SINGAPORE: More than 30,000 parents have benefitted from the Positive Parenting Programme, which teaches them techniques to manage their children’s behaviour, said Parliamentary Secretary in the Ministry of Social and Family Development Eric Chua on Wednesday (Mar 3).
The “evidence-based” programme, also known as Triple P, was first piloted in 2014 and has since been rolled out at schools and social service agencies islandwide.
It is currently available via an e-learning platform or over Zoom, amid the COVID-19 pandemic.
“Triple P has been proven to be effective, with parents reporting sustained reduction of around 20 per cent in both their children’s problematic behaviour scores and parenting stress scores three months after completing the programme,” said Mr Chua.
The parenting programme is one of the ways in which the ministry is working to promote youth mental health awareness, and better equip parents to support these youth, said Mr Chua, in response to a parliamentary question by MP Carrie Tan (PAP-Nee Soon).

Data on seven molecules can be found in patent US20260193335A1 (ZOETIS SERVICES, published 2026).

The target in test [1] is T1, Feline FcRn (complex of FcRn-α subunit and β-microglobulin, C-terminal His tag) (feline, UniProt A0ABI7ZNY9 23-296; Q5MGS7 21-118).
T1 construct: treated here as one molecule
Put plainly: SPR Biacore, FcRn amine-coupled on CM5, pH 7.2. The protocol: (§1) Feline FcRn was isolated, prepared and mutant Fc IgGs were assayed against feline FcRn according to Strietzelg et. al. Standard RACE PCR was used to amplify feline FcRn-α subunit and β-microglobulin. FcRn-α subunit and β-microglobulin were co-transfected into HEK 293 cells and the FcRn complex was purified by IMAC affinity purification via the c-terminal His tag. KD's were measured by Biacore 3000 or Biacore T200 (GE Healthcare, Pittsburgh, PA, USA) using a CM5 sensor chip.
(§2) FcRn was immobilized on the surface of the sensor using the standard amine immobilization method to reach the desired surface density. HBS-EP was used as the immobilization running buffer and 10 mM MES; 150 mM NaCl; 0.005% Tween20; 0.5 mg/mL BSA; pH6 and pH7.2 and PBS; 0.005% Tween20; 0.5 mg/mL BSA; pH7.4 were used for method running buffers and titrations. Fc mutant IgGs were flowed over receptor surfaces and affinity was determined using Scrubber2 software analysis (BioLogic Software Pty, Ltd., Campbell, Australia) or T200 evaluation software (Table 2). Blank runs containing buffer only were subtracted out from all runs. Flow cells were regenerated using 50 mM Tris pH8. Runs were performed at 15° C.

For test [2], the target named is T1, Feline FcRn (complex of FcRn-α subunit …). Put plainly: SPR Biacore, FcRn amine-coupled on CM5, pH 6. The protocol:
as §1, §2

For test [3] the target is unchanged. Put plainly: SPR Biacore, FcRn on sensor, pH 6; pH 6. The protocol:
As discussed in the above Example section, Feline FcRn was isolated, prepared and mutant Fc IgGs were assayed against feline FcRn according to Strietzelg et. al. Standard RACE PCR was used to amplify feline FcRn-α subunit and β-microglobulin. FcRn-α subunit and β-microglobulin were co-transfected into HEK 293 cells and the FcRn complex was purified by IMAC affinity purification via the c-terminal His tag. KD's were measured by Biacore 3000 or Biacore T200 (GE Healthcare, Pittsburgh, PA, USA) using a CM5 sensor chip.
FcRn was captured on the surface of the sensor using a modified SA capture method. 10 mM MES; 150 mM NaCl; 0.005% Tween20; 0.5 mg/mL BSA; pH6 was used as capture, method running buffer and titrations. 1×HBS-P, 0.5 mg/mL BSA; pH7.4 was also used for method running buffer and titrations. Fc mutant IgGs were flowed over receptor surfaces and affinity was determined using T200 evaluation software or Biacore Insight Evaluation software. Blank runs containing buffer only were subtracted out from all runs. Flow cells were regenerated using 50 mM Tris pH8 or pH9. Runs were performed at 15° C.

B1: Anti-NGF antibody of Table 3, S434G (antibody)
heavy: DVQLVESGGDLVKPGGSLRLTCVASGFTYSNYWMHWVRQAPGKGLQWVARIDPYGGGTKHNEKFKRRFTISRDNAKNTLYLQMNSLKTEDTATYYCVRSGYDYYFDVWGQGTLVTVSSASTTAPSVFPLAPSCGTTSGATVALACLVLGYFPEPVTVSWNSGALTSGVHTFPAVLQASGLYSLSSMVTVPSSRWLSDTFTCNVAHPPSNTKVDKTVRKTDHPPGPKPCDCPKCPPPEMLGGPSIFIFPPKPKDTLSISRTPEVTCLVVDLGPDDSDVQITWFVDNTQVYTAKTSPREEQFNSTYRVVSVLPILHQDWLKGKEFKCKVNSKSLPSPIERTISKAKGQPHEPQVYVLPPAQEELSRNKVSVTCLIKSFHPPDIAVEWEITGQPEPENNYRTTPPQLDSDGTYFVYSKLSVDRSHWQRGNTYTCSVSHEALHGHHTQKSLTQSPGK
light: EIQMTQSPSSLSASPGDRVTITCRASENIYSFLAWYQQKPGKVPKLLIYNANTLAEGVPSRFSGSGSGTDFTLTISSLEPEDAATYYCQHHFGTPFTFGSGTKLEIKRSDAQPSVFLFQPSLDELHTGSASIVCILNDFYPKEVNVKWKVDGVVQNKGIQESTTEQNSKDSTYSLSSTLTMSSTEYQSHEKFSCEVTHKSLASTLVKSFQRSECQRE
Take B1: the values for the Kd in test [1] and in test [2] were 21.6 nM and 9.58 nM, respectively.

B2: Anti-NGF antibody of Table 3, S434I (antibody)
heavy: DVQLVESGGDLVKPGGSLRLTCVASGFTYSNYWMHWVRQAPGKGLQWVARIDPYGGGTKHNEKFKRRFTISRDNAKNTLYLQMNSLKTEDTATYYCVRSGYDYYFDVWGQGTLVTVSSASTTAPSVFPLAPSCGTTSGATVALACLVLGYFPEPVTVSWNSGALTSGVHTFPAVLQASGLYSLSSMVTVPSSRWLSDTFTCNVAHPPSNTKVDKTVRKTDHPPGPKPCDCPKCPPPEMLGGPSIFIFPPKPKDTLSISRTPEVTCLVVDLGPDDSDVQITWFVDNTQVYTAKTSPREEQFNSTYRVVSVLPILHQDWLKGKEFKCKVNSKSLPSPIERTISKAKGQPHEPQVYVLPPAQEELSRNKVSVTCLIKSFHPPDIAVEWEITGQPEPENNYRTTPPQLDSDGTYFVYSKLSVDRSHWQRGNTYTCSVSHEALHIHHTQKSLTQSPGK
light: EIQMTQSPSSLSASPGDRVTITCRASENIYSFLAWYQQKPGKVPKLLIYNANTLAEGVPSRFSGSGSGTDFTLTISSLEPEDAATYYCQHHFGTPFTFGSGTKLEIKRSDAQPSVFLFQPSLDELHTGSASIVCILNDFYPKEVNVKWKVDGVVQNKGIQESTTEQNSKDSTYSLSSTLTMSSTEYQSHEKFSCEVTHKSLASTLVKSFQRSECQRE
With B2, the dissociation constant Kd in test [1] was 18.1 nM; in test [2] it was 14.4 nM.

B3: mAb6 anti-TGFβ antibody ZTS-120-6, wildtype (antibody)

These efforts come especially as the COVID-19 pandemic has “posed new challenges and highlighted the importance of strengthening the mental health and well-being of our youths”, he said.
Mr Chua also noted that additional digital resources were developed amid the pandemic to support parents. This includes a dedicated website that provides resources and tools for caregivers.
For families who need more assistance, an online counselling service was set up in April last year by the ministry and the Community Psychology Hub.
This service helped more than 1,200 clients last year, Mr Chua noted.
“We will continue to work together with other agencies and community partners to help parents better support their children’s mental health and well-being,” he said.